He says he’s worried about what kind of message legislation like this sends to newcomers and everyone whose mother tongue is not French. “They keep saying the priority must be to those who speak French. When we started volunteering at the school, we never asked what maternal language people spoke, we just tried to help them as best as we could.”

Komal tells me they’re picking up French, but as adults it takes time. Her son, on the other hand, is already speaking it. “His teachers are very happy with him.” 

Bill 96 would create a ‘cooling effect’

Rachel Shugart was born in Pakistan and emigrated to Quebec 12 years ago. She didn’t speak a word of French when she first arrived but was able to jump right into intensive full-time classes because her husband was working. Even after all these years here and working in French, the mother of two says she still has difficulty finding the right words — especially if she’s stressed. As an ESL teacher at a francophone school teaching English as a second language she’s seen how vulnerable and anxiety-inducing learning another language can be for her students, how it can make them feel stupid and self-conscious. 

“My francisation experience was wonderful,” she says. “The program was amazing, and the teachers were great. But the idea that it would take less than two to three years to become moderately capable to function as a citizen displays a complete lack of comprehension of the learning process.” 

Shugart worries Bill 96 would create a ‘cooling effect’ where people would be apprehensive about requesting to be spoken to in another language, or a teacher fearing repercussions would shy away from making any reasonable accommodation. 

“It would truly impact every level of our school life and possibly destroy the fabric of our community here,” says Shugart. “Our translation services are lacking, and we can’t even keep up. We don’t have the capacity to hire more translators, so we rely on volunteers. If we’re not allowed to speak with parents in English, we’re going to have to find French translators who can speak to them in their language. The school is legally required to make sure parents understand what’s happening with their child and get their approval on any actions undertaken. So now the burden falls on the school to find these interpreters.” 

Shugart insists every newcomer she meets wants to learn French. “We need to make francisation more accessible, more available,” she says. “People need more access, and they need more time. The government could have thrown all this money they’re throwing into Bill 96 into introducing more people to the French culture, making them feel part of something. There are so many positive entry points into another language. But in order to enter a new world, you need to ask those first questions in English or whatever language you’re most comfortable in.” 

High expectations, limited resources

Many of the parents I spoke with mentioned Ghislaine Paiement, a community intervention worker at the school who’s taken the extra step of learning Hindi to better communicate with the students’ parents. In the open letter, Paiement explains that in her daily experience she sees people who not only aren’t resistant to learning French, but who want to honour the commitment they made, while the conditions to do so are barely provided. She says imposing a mode of communication they do not understand only adds to immigrants’ immense challenges.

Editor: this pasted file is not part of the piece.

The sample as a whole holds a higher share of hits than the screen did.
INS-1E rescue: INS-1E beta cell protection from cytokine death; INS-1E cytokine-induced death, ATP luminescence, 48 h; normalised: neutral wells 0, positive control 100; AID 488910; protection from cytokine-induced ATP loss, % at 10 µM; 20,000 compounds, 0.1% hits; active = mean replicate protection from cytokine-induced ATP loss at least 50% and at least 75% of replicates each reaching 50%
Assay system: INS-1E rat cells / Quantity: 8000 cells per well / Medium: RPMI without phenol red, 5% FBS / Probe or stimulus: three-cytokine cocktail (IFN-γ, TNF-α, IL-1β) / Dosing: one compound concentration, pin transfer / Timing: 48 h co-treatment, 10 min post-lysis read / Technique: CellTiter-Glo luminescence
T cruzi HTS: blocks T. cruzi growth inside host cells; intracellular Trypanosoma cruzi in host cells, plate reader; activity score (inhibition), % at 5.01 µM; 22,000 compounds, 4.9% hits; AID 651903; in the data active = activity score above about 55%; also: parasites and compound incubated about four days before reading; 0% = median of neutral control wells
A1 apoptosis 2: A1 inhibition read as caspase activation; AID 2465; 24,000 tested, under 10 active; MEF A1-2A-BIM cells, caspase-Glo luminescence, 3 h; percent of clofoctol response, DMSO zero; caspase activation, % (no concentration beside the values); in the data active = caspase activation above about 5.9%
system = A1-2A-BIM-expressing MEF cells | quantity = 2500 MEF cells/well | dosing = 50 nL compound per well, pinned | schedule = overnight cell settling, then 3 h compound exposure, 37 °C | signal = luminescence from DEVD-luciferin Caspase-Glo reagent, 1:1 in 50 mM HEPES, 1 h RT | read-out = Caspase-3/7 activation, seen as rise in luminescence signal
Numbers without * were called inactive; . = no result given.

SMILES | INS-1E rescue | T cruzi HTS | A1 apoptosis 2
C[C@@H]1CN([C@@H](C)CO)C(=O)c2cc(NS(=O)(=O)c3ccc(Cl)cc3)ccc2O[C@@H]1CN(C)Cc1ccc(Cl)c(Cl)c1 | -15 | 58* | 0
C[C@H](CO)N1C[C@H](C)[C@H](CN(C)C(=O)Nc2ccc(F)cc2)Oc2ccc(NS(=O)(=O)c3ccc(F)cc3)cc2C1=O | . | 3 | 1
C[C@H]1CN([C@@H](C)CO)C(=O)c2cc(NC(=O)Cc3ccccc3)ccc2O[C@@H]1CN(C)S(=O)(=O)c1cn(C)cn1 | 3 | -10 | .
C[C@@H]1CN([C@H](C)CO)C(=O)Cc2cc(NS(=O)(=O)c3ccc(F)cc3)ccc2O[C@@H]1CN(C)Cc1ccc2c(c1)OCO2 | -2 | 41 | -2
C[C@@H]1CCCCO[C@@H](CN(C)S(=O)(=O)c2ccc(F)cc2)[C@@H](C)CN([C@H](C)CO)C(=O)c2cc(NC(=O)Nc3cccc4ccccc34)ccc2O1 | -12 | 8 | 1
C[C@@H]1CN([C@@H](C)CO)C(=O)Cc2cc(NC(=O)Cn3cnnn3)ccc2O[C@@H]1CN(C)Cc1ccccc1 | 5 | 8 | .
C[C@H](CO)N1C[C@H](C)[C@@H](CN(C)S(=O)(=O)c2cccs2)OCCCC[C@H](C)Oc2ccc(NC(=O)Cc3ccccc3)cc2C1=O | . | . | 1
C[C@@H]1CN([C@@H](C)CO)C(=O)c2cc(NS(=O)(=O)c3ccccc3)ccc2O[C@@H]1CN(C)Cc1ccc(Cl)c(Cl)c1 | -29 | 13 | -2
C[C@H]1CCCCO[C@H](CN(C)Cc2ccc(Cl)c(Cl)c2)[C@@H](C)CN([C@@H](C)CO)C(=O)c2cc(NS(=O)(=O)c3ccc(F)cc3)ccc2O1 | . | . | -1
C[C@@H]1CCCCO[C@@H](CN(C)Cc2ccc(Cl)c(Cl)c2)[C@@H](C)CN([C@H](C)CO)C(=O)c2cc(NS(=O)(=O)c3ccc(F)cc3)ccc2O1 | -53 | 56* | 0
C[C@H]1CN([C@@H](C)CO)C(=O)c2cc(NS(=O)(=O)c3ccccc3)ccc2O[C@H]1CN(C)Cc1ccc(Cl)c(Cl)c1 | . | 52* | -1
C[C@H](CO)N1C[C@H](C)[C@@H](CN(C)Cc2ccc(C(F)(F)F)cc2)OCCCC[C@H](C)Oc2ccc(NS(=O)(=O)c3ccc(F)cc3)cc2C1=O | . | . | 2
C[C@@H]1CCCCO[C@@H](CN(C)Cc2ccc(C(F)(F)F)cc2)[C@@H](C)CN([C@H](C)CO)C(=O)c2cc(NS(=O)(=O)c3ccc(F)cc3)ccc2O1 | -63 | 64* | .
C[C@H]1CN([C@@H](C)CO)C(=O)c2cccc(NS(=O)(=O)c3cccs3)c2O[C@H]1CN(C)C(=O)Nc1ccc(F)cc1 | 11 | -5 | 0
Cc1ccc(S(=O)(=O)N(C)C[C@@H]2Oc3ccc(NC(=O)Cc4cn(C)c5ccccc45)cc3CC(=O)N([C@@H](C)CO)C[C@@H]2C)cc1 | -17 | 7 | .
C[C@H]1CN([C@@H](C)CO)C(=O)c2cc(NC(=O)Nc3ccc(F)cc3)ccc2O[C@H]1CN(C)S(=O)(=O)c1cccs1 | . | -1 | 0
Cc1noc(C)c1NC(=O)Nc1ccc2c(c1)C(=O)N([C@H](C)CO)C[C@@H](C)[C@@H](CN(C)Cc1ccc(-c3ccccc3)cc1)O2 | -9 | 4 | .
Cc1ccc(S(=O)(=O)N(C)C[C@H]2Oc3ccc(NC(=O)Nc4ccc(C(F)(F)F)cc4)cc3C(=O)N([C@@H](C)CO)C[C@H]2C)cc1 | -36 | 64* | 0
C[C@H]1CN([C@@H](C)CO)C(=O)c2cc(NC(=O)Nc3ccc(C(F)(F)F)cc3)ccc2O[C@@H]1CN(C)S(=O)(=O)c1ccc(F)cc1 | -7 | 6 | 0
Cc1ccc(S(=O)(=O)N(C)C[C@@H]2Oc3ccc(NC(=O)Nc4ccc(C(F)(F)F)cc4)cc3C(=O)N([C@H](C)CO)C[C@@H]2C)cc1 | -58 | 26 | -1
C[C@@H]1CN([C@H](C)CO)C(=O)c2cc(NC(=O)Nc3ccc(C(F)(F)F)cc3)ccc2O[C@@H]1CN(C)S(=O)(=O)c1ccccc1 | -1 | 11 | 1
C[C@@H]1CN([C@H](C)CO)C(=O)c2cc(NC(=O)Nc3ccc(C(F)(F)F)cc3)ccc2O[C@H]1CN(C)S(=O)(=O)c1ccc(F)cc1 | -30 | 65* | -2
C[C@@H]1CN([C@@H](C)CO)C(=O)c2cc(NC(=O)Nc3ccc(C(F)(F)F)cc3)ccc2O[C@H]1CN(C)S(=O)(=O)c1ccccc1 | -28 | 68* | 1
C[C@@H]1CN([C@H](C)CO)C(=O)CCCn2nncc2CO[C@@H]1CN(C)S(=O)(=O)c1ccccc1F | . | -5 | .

“A mother told me that she has to get up at 4 a.m. to do her chores so that she has time to take her French lessons, which causes her a lot of anxiety,” Paiement writes in the letter. “Two fathers cried in front of me because they could not provide for the needs of their families, because they were taking French lessons instead of working. Bill 96 does not meet a need but impedes successful integration, by imposing conditions that are impossible to meet and taking no account of reality.”

Both educators and parents at Barthélemy-Vimont believe Bill 96 will create major obstacles not only for their children’s education, but also for the parents’ economic and cultural integration, and their confidence in Quebec institutions.

Disappointment with their local MNA 

The parents I spoke with repeatedly expressed disappointment with their local MNA for Laurier-Dorion, Andrés Fontecilla, whose party, Québec Solidaire, has announced they will support Bill 96 despite their many objections to it. 

“Even if it includes several important advances for French in Quebec, Bill 96 is not perfect and we’ve made several attempts to improve it,” Fontecilla told me in an email statement. “We have proposed extending the period for newcomers and refugees from six months to three years before having to communicate only in French with the government, and we have proposed improving interpreter services. Unfortunately, the government refused.

“The CAQ must understand that it is not by adopting a divisive discourse that it will bring people together around our common language. The minister is responsible for meeting with concerned communities and reassuring them about the impacts of his bill, particularly in the areas of education, health and social services. For example, will schools be prohibited from communicating with parents in a language other than French? Québec Solidaire will continue to hound the CAQ government to ensure that all the necessary support and accompaniment will be given to citizens and institutions in the implementation of the new law.”

In the meantime, the worry remains — and political statements have done little to assuage it. 

The most vulnerable penalized

Wills tells me she doesn’t understand how Bill 96 preventing the school from communicating with parents in a language other than French will protect and promote French. She’s worried about parents not understanding the school newsletter inviting them to participate in school activities or parents unable to read school emails. 

“With Bill 96, during parent-teacher conferences, there would be no legal means for a teacher to explain to a student’s mother that their child is doing well or that they need to practise their multiplications,” she says. 

“Will creating more barriers, stress and isolation for parents contribute to strengthening French? Will it contribute to strengthening the education of children in French? Will they be more likely to graduate, in a neighbourhood that already has a high dropout rate? Will it make them more likely to succeed in CEGEP and university in French? Because if the answer is no, the purpose of Bill 96 seems to be above all to punish and discourage people who are already in a position of vulnerability.” ■

For more on Bill 96, please click here.

Read more weekly editorial columns by Toula Drimonis here.